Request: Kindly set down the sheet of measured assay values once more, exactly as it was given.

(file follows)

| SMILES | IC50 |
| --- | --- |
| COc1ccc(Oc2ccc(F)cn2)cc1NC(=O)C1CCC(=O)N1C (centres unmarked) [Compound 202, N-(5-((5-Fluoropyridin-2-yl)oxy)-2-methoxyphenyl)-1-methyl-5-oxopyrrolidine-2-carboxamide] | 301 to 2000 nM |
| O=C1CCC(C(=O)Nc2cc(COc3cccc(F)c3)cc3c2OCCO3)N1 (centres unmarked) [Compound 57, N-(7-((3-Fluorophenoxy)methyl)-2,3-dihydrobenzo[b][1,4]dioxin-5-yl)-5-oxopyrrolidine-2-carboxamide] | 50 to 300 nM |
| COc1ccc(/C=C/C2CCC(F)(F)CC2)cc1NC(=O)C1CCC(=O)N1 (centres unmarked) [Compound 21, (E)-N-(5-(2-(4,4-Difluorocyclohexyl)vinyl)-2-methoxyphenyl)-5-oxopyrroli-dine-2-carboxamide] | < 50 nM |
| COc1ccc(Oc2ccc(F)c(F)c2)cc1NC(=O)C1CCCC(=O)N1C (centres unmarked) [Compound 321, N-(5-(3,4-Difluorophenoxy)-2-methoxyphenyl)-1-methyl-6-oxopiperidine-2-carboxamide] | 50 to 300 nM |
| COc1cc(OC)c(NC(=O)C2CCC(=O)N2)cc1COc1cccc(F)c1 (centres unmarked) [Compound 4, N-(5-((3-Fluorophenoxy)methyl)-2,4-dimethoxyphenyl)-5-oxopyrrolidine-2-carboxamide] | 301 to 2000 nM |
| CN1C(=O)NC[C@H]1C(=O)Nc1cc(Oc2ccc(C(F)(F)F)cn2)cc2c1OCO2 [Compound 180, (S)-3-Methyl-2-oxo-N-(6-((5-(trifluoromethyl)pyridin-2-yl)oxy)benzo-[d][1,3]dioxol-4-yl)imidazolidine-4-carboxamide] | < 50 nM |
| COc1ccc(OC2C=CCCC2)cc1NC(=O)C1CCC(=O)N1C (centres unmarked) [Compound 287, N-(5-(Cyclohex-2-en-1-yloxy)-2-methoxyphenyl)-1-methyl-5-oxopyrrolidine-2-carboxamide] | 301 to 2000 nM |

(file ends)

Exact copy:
| SMILES | IC50 |
| --- | --- |
| COc1ccc(Oc2ccc(F)cn2)cc1NC(=O)C1CCC(=O)N1C (centres unmarked) [Compound 202, N-(5-((5-Fluoropyridin-2-yl)oxy)-2-methoxyphenyl)-1-methyl-5-oxopyrrolidine-2-carboxamide] | 301 to 2000 nM |
| O=C1CCC(C(=O)Nc2cc(COc3cccc(F)c3)cc3c2OCCO3)N1 (centres unmarked) [Compound 57, N-(7-((3-Fluorophenoxy)methyl)-2,3-dihydrobenzo[b][1,4]dioxin-5-yl)-5-oxopyrrolidine-2-carboxamide] | 50 to 300 nM |
| COc1ccc(/C=C/C2CCC(F)(F)CC2)cc1NC(=O)C1CCC(=O)N1 (centres unmarked) [Compound 21, (E)-N-(5-(2-(4,4-Difluorocyclohexyl)vinyl)-2-methoxyphenyl)-5-oxopyrroli-dine-2-carboxamide] | < 50 nM |
| COc1ccc(Oc2ccc(F)c(F)c2)cc1NC(=O)C1CCCC(=O)N1C (centres unmarked) [Compound 321, N-(5-(3,4-Difluorophenoxy)-2-methoxyphenyl)-1-methyl-6-oxopiperidine-2-carboxamide] | 50 to 300 nM |
| COc1cc(OC)c(NC(=O)C2CCC(=O)N2)cc1COc1cccc(F)c1 (centres unmarked) [Compound 4, N-(5-((3-Fluorophenoxy)methyl)-2,4-dimethoxyphenyl)-5-oxopyrrolidine-2-carboxamide] | 301 to 2000 nM |
| CN1C(=O)NC[C@H]1C(=O)Nc1cc(Oc2ccc(C(F)(F)F)cn2)cc2c1OCO2 [Compound 180, (S)-3-Methyl-2-oxo-N-(6-((5-(trifluoromethyl)pyridin-2-yl)oxy)benzo-[d][1,3]dioxol-4-yl)imidazolidine-4-carboxamide] | < 50 nM |
| COc1ccc(OC2C=CCCC2)cc1NC(=O)C1CCC(=O)N1C (centres unmarked) [Compound 287, N-(5-(Cyclohex-2-en-1-yloxy)-2-methoxyphenyl)-1-methyl-5-oxopyrrolidine-2-carboxamide] | 301 to 2000 nM |